Mentions: In order to systematically identify viral components of MHV-68 that modulate the expression of ER chaperone genes, we conducted a genomic viral ORF screen using a reporter system based on GRP78 expression. GRP78 is the most abundant ER resident chaperone and is highly stress-inducible29. The reporter construct (GRP78-fluc) used in the study contains the promoter region of GRP78 driving the coding sequence of firefly luciferase gene3031. GRP78-fluc was co-transfected into the 293T cells with PGK_renilla-luciferase (an internal control plasmid in which the renilla luciferase expression is driven by the constitutively active PGK promoter), and either individual ORFs of MHV-68 or a vector control. The reporter activity was measured by dual-luciferase assay 24 hours post transfection. From the screen, a strong induction (>6-fold) on the reporter was consistently noted with multiple clones of M1 (Fig. 1A and data not shown); in contrast, transfection with the sequence-related M3 showed basal-level activity comparable to that of vector control. The observed changes in reporter activity were specific for the stress response elements within the promoter region of GRP78, because M1 had no effect on the mutant reporter plasmid (GRP78mut-fluc) in which the response elements were eliminated30. In line with the reporter assays, the endogenous mRNA and protein levels of GRP78 were also upregulated in a dose-dependent manner with M1 expression as shown, respectively, by real time RT-PCR (Fig. 1B) and western blot analyses (Fig. 1C).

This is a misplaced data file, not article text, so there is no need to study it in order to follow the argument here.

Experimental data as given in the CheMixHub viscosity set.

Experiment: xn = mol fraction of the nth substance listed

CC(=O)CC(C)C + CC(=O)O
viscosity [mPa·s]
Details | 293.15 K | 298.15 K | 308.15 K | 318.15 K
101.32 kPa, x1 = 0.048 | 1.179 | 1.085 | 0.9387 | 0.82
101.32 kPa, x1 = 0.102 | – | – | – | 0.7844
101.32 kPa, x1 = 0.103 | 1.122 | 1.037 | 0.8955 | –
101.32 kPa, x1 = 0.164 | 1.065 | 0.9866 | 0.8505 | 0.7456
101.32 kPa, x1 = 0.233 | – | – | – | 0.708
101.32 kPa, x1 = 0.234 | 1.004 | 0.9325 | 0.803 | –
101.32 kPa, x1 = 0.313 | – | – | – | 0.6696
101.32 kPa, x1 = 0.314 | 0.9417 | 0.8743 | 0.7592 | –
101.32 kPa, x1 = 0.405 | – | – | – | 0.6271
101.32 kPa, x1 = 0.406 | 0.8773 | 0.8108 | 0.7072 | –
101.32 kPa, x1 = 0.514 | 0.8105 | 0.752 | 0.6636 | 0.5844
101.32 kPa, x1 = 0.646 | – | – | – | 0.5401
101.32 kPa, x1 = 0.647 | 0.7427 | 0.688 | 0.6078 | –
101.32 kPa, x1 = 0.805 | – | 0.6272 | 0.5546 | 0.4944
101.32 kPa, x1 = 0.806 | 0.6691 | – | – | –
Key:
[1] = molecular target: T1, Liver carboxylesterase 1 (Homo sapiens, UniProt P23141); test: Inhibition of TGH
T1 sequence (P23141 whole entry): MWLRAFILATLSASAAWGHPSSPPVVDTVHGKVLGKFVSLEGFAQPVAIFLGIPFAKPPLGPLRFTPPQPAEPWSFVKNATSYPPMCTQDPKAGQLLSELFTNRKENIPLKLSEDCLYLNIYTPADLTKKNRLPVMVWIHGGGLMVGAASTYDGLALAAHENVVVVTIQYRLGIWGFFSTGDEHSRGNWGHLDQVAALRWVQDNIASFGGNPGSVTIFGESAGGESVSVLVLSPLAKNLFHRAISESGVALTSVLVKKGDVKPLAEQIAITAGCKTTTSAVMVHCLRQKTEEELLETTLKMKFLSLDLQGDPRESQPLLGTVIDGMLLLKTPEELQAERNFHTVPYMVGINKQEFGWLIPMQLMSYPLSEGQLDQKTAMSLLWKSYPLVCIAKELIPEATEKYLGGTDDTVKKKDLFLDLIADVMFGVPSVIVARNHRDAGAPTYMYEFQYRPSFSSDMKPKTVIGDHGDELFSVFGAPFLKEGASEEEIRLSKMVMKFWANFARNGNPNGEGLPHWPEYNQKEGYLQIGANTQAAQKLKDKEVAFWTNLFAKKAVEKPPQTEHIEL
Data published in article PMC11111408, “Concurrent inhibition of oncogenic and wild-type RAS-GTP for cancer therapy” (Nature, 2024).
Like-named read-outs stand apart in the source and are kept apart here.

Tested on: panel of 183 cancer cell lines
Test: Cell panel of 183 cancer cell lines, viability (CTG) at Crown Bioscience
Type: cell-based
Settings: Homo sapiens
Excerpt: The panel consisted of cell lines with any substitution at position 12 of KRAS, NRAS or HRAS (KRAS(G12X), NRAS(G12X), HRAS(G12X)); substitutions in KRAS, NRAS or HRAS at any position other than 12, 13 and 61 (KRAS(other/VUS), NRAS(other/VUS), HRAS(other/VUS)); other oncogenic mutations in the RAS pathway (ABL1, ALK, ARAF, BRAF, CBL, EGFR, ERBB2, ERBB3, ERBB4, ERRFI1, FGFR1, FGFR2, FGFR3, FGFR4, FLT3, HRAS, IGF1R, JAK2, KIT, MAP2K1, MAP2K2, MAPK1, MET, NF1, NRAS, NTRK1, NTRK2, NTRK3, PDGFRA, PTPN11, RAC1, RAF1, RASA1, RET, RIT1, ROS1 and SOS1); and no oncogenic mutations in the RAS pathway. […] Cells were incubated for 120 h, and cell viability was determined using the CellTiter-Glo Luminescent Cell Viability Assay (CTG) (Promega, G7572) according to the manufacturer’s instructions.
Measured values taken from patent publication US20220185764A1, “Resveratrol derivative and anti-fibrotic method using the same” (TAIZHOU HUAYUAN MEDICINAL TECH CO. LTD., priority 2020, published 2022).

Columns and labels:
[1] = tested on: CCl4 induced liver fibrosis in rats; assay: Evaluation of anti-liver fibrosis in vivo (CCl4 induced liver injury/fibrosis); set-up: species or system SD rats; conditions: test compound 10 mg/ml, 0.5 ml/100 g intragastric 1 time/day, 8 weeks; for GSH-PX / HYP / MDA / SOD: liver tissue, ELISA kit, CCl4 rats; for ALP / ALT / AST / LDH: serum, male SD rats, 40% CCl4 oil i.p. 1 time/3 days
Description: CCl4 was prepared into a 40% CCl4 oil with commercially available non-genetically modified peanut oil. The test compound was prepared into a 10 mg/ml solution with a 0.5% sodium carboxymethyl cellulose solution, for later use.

Bottom Line: We found that M1 protein selectively induces the chaperon-producing pathways (IRE1, ATF6) while, interestingly, sparing the translation-blocking arm (PERK).We identified, for the first time, a viral factor capable of selectively intervening the initiation of ER stress signaling to induce chaperon production.This finding provides a unique opportunity of using viral protein as a tool to define the activation mechanisms of individual UPR pathways.

View Article: PubMed Central - PubMed

Affiliation: Department of Molecular and Medical Pharmacology, University of California, Los Angeles, California 90095.

ABSTRACT